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Senile gluteal dermatosis: a clinical study of 137 cases

Authors

  • Han-Nan Liu MD,

    Corresponding author
    1. Department of Dermatology, Taipei-Veterans General Hospital, National Defense Medical Center, Taipei, Taiwan
    2. Faculty of Medicine, National Yang-Ming University, Taipei, Taiwan
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  • Wen-Jen Wang MD,

    1. Department of Dermatology, Taipei-Veterans General Hospital, National Defense Medical Center, Taipei, Taiwan
    2. Faculty of Medicine, National Yang-Ming University, Taipei, Taiwan
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  • Chih-Chiang Chen MD,

    1. Department of Dermatology, Taipei-Veterans General Hospital, National Defense Medical Center, Taipei, Taiwan
    2. Faculty of Medicine, National Yang-Ming University, Taipei, Taiwan
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  • Ding-Dar Lee MD,

    1. Department of Dermatology, Taipei-Veterans General Hospital, National Defense Medical Center, Taipei, Taiwan
    2. Faculty of Medicine, National Yang-Ming University, Taipei, Taiwan
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  • Yun-Ting Chang MD, PhD

    1. Department of Dermatology, Taipei-Veterans General Hospital, National Defense Medical Center, Taipei, Taiwan
    2. Faculty of Medicine, National Yang-Ming University, Taipei, Taiwan
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  • Conflicts of interest: none declared.

Abstract

Background

Senile gluteal dermatosis (SGD) is a common genital dermatosis but has gained little attention before. A large-scale clinical study of this disease is lacking.

Materials and methods

We examined 162 consecutive outpatients with gluteal skin diseases of different causes. Fourteen skin biopsies were performed. Patient's age, gender, body mass index (BMI), way of sitting or lying, treatment response, and underlying systemic diseases were recorded.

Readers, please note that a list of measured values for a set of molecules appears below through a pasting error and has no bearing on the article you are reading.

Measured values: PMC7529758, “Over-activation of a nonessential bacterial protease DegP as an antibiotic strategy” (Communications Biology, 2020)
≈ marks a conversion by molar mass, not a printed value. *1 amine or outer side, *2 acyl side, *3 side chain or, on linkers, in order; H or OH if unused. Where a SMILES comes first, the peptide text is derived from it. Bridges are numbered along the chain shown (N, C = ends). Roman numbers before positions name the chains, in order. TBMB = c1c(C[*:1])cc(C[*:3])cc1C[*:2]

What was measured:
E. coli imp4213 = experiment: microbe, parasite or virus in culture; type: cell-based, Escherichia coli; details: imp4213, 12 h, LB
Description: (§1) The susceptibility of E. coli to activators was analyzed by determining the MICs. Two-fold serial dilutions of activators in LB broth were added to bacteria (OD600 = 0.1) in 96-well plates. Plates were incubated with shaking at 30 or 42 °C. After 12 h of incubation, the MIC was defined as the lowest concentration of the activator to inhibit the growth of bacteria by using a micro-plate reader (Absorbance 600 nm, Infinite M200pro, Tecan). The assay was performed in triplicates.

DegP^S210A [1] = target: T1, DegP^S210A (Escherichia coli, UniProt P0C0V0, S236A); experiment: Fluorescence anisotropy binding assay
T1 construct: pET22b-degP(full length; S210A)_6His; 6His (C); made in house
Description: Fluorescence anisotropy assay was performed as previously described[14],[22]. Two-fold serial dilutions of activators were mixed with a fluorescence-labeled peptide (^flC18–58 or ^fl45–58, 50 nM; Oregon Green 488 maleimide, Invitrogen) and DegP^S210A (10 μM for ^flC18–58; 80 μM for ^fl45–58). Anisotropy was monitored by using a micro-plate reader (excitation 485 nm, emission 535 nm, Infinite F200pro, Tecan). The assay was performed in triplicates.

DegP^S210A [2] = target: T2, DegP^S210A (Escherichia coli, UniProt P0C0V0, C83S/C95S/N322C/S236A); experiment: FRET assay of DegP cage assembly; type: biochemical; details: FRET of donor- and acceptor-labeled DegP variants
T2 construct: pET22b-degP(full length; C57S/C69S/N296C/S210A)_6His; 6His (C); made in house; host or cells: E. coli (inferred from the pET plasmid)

Results

About 137 (85%) patients could be defined as SGD. These patients, with a mean age of 79.4 ± 40.7 years and a mean BMI of 21.7 ± 10.8, presented with either partial (n = 43, 31%) or full-blown (n = 94, 69%) SGD lesions characterized by the sign of so-called “three corners of a triangle”: brownish plaques on the gluteal cleft and each side of the buttocks. Male/female ratio was 130/7. Itching or pain of varying intensity was reported by 50 patients (36%) and 14 patients (10%), respectively. Eighty-six patients (53%) presented with horizontal hyperkeratotic ridges, a characteristic sign of SGD. Most patients spent most of the day sitting but reported no special way of sitting or lying. More than half of patients with SGD claimed no response to topical steroids and/or keratolytics. In comparison with patients with SGD, SGD-free patients were younger (61.3 ± 36 years, P = 0.0005) and heavier (BMI 26.2 ± 15.6, P < 0.0001) but showed no significant difference in the frequency of underlying systemic diseases.

Conclusions

SGD is a common dermatosis, mostly affecting the thinner elderly. Friction, pressures and long hours sitting seemed to be important factors to trigger this dermatosis.

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